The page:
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Indonesia steps in to mediate South China sea dispute

Publication Date : 18-07-2012

 

Four Asean claimant nations should seek to contain issue, says Indonesian president

 

Appealing for calm over the South China Sea disputes, Indonesia's President Susilo Bambang Yudhoyono has dispatched his foreign minister to several Asean capitals to search for a consensus on the way forward to deal with the issue, particularly with China.

He said yesterday that the four Asean countries with claims should seek to contain the issue and prevent it from escalating into violence.

The Philippines, Vietnam, Brunei and Malaysia all have claims to territories in the disputed seas, as do China and Taiwan.

"Short of a comprehensive resolution, the claimants must do their best to manage and contain the disputes, to make sure that it does not escalate or worse, lead to the outbreak of military clashes, as has happened in the past," said Dr Yudhoyono in a speech at the launch of Indonesian policy journal Strategic Review.

The president, whose country chaired the Asean Summit last year, was referring to military clashes between Cambodia and Thailand in 2011, before Indonesia mediated a ceasefire.

Dr Yudhoyono on Monday rejected suggestions that Asean had broken apart and was no longer united, saying he was "disappointed and really concerned (that) this could lead to misperceptions or false representations of Asean".

He was clearly referring to last week's Asean meeting in Phnom Penh that ended in failure after foreign ministers of the bloc failed to reach a consensus and did not issue a joint communique on how to go forward on the South China Sea issue. It was the first time in the bloc's history that a joint communique was not released following a major meeting.

China claims all of the South China Sea within a huge, looping "nine-dashed" line that dates back to maps of the 1940s.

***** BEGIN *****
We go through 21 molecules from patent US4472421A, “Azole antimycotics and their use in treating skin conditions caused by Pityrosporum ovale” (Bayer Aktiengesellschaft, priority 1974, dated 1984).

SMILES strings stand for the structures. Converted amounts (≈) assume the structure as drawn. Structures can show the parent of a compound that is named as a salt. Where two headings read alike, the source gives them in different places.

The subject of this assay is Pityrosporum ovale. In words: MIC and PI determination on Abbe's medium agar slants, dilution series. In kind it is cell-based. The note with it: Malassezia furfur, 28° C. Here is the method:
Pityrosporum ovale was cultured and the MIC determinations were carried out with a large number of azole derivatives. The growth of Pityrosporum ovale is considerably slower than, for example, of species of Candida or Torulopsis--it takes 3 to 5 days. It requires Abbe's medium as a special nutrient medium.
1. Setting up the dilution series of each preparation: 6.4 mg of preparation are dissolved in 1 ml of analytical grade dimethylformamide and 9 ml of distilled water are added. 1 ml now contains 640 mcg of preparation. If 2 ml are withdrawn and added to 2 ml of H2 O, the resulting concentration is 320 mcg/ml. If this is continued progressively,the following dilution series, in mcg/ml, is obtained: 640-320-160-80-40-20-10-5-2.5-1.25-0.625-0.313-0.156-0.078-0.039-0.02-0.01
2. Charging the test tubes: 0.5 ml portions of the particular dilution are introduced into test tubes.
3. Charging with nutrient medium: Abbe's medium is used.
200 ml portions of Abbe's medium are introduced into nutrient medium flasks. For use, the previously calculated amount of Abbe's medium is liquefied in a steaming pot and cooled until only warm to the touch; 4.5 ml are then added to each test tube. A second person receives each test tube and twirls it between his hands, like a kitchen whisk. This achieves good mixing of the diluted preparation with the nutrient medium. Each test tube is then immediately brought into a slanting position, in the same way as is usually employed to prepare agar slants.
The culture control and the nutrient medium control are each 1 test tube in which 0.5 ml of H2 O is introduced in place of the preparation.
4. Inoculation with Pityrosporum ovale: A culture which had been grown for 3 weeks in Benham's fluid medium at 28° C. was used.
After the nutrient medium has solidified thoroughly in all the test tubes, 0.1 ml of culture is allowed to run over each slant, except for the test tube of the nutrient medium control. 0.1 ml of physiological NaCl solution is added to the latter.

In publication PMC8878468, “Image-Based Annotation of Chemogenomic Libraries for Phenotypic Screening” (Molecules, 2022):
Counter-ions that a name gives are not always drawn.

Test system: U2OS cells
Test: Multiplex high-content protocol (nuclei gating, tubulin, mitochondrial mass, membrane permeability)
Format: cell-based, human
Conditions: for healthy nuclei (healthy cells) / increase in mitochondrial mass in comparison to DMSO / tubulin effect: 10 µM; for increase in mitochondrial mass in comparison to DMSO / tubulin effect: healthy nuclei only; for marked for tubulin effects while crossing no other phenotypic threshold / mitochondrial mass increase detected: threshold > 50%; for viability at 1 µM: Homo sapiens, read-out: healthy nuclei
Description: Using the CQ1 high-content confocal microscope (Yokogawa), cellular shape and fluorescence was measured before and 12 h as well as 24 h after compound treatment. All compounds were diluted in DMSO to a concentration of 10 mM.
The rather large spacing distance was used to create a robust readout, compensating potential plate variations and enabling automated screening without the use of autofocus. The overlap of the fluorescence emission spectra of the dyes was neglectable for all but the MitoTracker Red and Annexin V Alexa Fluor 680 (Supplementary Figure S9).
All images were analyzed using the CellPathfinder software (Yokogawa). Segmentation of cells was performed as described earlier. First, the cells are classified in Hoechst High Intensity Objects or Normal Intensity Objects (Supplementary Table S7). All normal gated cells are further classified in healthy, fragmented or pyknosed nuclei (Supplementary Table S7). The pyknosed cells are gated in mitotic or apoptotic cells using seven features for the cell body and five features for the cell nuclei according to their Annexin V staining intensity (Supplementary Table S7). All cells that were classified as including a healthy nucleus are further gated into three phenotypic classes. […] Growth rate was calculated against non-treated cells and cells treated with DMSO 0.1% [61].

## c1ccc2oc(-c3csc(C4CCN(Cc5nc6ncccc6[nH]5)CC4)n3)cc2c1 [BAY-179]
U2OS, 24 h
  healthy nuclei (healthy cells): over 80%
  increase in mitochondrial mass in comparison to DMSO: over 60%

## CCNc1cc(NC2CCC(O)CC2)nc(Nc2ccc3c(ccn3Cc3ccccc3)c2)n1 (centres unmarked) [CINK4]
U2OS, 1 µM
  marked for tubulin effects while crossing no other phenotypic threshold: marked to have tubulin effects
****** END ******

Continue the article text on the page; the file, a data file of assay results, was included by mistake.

Temperatures in the area rose recently as maritime forces from the Philippines and Vietnam, as well as China, beefed up their presence in the disputed area.

The lack of success at last week's Asean meetings means that attempts to work at issuing a code of conduct between Asean and China have stalled, and this has left observers concerned that escalating tensions may spark a military conflict.

There are also concerns about Asean's unity, allowing big players in the region, such as China and the United States, to set the agenda for diplomatic relations.

Indonesia, one of the founding members of the 10-member Asean grouping, was credited with cooling conflicts in the Preah Vihear temple area between Cambodia and Thailand, and has also been praised for its commitment to lay out a roadmap to soothe tensions in the South China Sea.

"The countries in the region should help the claimants manage their disputes and keep the temperature low," said Dr Yudhoyono.

Citing how peace in once conflict-ridden Aceh was achieved, he added: "Finding the ingredients for peace takes a lot of listening... rather than talking past one another."

Yesterday, Indonesia's Foreign Minister Marty Natalegawa flew to the Philippines to start his meetings with Asean states to seek a way forward and build consensus. "Staying idle and doing nothing would create a much greater risk," he told reporters.

He is expected to head to Hanoi, then to Phnom Penh and Kuala Lumpur before meeting his Singapore counterpart.

Through Dr Marty, Indonesia has been playing an active role to alleviate tensions. He drafted 18 different versions of the statement in a desperate effort to appease both Cambodia and states with claims such as the Philippines and Vietnam, said a Reuters report, quoting a diplomat.

Asean analyst Bantarto Bandoro of the Indonesian Defence University said: "Indonesia is rebuilding its image as one of the most important actors in the region and to show its regional commitment to stability. Its confidence has been raised by the praise it received from the chairmanship of Asean last year, and it sees itself as being able to mediate and play a neutral role as it is not a claimant state."

Analysts also credit Indonesia, whose economy makes up nearly 50 per cent of Asean's economy, with helping Myanmar democratise during its chairing of Asean last year.

 

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